The two most populous countries of the world – India and China – are emphasized by larger arrows. It is interesting to see that in 1995 China achieved already relatively good health outcomes at comparatively low levels of health spending.
The association between health spending and increasing life expectancy also holds for rich countries in Europe, Asia, and North America in the upper right corner of the chart. The US is an outlier that achieves only a comparatively short life expectancy considering the fact that the country has by far the highest health expenditure of any country in the world.
Earlier in this entry we explored the breakdown of total life expectancy between ‘healthy life expectancy’ and ‘years lived with disability or disease burden’. In this chart we see the relationship between years lived with disability or disease burden versus average per capita health expenditure. Here we see a positive correlation whereby countries with higher healthcare expenditure tend to live more years with disability or disease burden. This is likely to result from increased healthcare resourcing in general care and treatment (allowing for an extension of life with a given illness or disability).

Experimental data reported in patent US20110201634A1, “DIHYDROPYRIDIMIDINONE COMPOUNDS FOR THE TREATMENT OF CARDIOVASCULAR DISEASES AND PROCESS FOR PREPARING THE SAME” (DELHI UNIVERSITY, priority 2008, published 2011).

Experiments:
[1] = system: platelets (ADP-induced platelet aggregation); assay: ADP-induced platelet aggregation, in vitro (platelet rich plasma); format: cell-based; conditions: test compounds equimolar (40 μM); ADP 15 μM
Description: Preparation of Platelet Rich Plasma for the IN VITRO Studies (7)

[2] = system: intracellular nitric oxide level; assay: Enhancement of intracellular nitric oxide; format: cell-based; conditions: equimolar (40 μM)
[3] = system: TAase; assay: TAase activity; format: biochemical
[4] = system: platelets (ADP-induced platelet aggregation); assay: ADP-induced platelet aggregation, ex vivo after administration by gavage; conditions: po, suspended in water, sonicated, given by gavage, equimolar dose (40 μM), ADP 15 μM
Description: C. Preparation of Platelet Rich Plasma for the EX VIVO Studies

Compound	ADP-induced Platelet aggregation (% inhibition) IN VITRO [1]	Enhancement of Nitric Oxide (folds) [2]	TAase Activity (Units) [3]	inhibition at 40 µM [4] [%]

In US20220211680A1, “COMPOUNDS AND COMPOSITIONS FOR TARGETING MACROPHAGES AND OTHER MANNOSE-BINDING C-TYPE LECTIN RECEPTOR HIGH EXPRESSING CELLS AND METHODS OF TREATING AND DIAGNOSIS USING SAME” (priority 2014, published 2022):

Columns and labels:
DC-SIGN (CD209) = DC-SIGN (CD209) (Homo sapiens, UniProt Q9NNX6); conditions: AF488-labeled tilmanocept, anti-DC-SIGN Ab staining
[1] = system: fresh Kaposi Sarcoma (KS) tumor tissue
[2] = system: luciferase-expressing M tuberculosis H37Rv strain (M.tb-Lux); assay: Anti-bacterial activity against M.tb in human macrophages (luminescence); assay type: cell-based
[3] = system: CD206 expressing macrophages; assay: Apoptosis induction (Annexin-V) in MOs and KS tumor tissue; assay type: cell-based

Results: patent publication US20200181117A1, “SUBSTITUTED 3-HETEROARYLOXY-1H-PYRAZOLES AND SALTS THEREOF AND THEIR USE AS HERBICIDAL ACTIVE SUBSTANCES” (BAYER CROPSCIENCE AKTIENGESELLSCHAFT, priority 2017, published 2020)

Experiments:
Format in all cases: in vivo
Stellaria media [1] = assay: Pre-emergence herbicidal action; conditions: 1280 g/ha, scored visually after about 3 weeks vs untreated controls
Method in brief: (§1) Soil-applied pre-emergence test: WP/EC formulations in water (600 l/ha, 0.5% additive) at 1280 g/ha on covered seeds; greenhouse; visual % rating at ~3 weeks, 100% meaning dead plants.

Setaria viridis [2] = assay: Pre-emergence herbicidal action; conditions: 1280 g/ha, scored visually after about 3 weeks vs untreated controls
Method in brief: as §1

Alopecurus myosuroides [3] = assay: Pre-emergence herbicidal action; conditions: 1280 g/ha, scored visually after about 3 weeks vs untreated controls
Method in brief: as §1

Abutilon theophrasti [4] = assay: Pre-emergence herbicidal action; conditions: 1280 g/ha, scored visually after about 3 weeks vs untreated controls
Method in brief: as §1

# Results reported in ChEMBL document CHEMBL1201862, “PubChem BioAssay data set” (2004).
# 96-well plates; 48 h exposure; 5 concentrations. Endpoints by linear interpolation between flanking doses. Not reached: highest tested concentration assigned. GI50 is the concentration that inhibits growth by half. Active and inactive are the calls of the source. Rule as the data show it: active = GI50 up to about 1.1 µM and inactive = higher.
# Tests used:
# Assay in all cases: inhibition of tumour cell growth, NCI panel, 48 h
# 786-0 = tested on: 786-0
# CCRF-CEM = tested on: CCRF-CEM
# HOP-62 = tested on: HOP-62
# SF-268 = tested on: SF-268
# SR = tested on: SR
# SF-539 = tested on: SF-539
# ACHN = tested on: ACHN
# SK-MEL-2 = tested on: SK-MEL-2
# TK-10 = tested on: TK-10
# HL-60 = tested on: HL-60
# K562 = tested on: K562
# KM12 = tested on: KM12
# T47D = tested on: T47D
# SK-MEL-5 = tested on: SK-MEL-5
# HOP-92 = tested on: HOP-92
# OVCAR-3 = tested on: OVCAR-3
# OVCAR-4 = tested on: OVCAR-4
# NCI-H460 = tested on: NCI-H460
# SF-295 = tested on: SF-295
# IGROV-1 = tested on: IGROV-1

David Cutler, Angus Deaton, and Adriana Lleras-Muney12 write: “Knowledge, science and technology are the keys to any coherent explanation. Mortality in England began to decline in the wake of the Enlightenment, directly through the application to health of new ideas about personal health and public administration, and indirectly through increased productivity that permitted (albeit with some terrible reversals) better levels of living, better nutrition, better housing and better sanitation. Ideas about the germ theory of disease were critical to changing both public health infrastructure and personal behavior. Similarly, knowledge about the health effects of smoking in the middle of the twentieth century has had profound effects on behavior and on health. Most recently, the major life-saving scientific innovations in medical procedures and new pharmaceuticals have had a major effect, particularly on reduced mortality from cardiovascular disease. There have also been important health innovations whose effect has been mainly in poor countries: for example, the development of freeze-dried serums that can be transported without refrigeration, and of oral rehydration therapy for preventing the death of children from diarrhea.”